2. In combination, a device having a frame with a first rotating shaft journaled therein, a vibration suppressor mounted on said frame, comprising a wire fixed at one end and extending in the general direction of the axis of the first shaft, a weight mounted on the wire, and means for applying to the wire a tension proportional to the square of the first shaft speed whereby the natural frequency of the weight is proportional to shaft speed and the weight applies to the suppressor a counter vibratory force of frequency proportional to first shaft speed.

3. In combination, a device having a frame with a first rotating shaft journaled therein, a vibration suppressor mounted on said frame at one end of the first shaft, 2. wire coaxial with the first shaft and anchored at one end to the suppressor frame, a bearing housing slid a'bly and non rotatably mounted in the suppressor frame for movement along the axis of the first shaft and anchored to the other end of the wire, a weight mounted on the wire between its ends, another shaft coaxial with the first shaft journaled in and transmitting end thrust to the bearing housing, and centrifugal weight means driven by the first shaft for transmitting end thrust to the other shaft to apply to the wire a tension proportional to the square of the first shaft speed whereby the natural frequency of the weight is proportional to shaft speed and the weight applies to the suppressor a counter vibratory force of frequency proportional to first shaft speed.

4. In combination, a device having a frame with a rotating shaft journaled therein, a tension means of negligible bending stiflness mounted on the frame and extending in the direction of the shaft, a weight mounted on said tension means, and means responsive to the shaft speed for applying to the tension means a tension proportional to the square of the shaft speed.

5. In combination, a device having a frame with a rotating shaft journaled therein, a tension means of negligible bending stiffness mounted on the frame and extending in the direction of the shaft, a weight mounted on said tension means, and centrifugal means rotated at a speed proportional to the shaft speed for applying to the tension means a tension proportional to the square of the shaft speed whereby the natural frequency of the weight is proportional to shaft speed and the weight applies to the suppressor a counter vibratory force of frequency proportional to shaft speed.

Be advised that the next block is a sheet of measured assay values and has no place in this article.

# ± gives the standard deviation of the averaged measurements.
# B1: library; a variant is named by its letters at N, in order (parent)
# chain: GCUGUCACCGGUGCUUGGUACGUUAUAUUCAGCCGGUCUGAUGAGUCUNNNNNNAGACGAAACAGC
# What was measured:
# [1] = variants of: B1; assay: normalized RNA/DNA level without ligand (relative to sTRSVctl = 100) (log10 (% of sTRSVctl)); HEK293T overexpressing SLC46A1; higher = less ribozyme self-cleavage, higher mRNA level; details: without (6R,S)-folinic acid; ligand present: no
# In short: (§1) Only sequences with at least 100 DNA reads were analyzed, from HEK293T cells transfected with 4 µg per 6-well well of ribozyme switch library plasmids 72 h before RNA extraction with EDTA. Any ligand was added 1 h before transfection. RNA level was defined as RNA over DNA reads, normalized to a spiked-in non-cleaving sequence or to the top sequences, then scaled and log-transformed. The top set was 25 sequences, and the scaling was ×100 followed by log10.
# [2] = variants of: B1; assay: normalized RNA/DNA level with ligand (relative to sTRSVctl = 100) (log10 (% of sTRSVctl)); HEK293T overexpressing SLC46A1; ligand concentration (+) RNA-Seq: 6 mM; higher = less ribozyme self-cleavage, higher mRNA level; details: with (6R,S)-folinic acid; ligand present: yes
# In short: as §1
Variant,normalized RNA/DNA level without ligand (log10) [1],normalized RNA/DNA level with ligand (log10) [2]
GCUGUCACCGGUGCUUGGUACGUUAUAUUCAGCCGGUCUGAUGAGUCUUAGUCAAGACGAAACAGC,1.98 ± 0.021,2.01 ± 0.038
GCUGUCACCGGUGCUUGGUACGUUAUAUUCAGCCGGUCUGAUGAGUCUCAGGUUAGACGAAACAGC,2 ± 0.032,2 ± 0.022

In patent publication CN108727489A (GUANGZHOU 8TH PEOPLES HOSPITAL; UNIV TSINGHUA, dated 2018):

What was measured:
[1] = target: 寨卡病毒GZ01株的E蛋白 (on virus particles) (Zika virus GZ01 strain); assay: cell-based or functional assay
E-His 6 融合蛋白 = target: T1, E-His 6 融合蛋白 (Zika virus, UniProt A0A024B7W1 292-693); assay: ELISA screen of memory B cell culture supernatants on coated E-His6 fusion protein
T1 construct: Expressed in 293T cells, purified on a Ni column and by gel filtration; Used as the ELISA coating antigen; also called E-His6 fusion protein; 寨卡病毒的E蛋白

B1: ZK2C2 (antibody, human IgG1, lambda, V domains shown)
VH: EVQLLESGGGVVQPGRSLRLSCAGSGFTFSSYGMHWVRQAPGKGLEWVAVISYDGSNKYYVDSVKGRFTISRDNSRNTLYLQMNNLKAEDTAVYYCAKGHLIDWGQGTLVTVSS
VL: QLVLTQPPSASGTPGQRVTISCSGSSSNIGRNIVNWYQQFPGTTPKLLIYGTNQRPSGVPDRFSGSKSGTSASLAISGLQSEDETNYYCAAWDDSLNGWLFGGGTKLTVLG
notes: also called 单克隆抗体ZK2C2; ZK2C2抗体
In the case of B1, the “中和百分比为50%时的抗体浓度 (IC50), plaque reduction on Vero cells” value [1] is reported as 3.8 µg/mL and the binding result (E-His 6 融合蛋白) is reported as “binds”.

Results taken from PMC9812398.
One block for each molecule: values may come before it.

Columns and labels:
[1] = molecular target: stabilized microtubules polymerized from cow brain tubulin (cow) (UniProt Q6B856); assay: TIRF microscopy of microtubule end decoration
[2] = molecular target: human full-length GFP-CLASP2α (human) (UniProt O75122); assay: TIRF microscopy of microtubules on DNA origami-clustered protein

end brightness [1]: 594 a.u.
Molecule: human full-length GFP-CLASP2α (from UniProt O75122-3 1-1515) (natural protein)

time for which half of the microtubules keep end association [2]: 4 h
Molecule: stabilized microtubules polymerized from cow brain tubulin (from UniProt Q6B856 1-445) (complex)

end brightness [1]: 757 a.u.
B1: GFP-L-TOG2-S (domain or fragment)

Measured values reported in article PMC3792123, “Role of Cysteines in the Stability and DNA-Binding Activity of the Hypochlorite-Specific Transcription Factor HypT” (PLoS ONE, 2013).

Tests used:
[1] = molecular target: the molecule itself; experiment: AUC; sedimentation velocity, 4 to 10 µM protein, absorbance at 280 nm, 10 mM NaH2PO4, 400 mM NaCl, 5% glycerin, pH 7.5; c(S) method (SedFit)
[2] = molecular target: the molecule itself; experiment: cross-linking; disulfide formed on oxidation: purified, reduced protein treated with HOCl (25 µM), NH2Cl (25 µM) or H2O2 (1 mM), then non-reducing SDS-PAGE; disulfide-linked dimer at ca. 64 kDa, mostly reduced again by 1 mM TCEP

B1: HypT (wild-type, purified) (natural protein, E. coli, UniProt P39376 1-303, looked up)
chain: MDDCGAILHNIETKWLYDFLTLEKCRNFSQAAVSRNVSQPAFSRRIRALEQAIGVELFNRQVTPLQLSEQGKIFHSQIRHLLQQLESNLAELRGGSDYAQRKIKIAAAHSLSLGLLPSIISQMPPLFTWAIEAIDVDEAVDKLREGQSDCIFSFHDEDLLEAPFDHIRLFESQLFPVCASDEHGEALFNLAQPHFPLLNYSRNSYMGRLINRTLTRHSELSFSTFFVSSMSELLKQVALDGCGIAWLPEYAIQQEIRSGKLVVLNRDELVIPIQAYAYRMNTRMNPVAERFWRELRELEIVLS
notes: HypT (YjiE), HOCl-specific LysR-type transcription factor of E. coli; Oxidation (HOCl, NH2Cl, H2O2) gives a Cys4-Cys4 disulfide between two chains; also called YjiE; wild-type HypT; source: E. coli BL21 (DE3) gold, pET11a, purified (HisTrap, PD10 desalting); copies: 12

6. In combination, a vibrating body, an elongated tension member of negligible bending stiffness and having appreciable mass mounted on said body with its length in a direction generally perpendicular to the direction of vibration, and means responsive to the vibration frequency for applying to the tension member tension which is proportional to the square of the vibration frequency.

7. In combination, a device having a frame with a rotating shaft journaled therein, a Weight, tension means for mounting the Weight on the frame for vibration in a direction radial to the axis of the shaft, an impeller driven by the shaft for producing a fluid pressure proportional to the square of the shaft speed, and means actuated by said fluid pressure for applying to the tension means a tension proportional to the square of the shaft speed.

8. In combination, a device having a frame with a rotating shaft journaled there-in, a Weight, tension means for mounting the Weight on the frame for vibration in a direction radial to the axis of the shaft, spaced diaphragrns fixed to the tension means, one of the diaphragm-s being of larger area than the other and the larger diaphragm being outermost, an impeller driven by the shaft for producing a fluid pressure proportional to the square of the shaft speed, and a conduit for conducting the fluid pressure to the space between the diaphragms to apply to the tension means a tension proportional to the square of the shaft speed.

9. In combination, a vibrating body, a tension member of negligible bending stiffness and having appreciable mass mounted on said body in a direction generally perpendicular to the direction of vibration, pick up means responsive to the vibration of the body, a frequency to DC. converter for the output of the pick up means, and magnetic coils in series with the output of the frequency to D0. converter for tensioning the tension member proportional to the square of the vibration frequency.

References Cited by the Examiner UNITED STATES PATENTS 4/1911 Frahm 18-8--l 12/1940 McGoldrick 1881 DUANE A. REGER, ARTHUR L. LA POINT,

Examiners.

Patent Citations
Cited PatentFiling datePublication dateApplicantTitle
US989958 *Oct 30, 1909Apr 18, 1911 Device for damping vibrations of bodies.
US2226571 *Apr 21, 1939Dec 31, 1940Mcgoldrick Raymond TVibration neutralizer
Referenced by
Citing PatentFiling datePublication dateApplicantTitle
US4071961 *Jul 21, 1972Feb 7, 1978Braunschweigische MaschinenbauanstaltDrying drum for fluid materials
US5924312 *Dec 23, 1997Jul 20, 1999Maytag CorporationMultiple direction vibration absorber
Classifications
U.S. Classification188/380, 73/430, 74/572.4
International ClassificationF16F7/10
Cooperative ClassificationF16F7/10, F16F7/1022
European ClassificationF16F7/10, F16F7/10C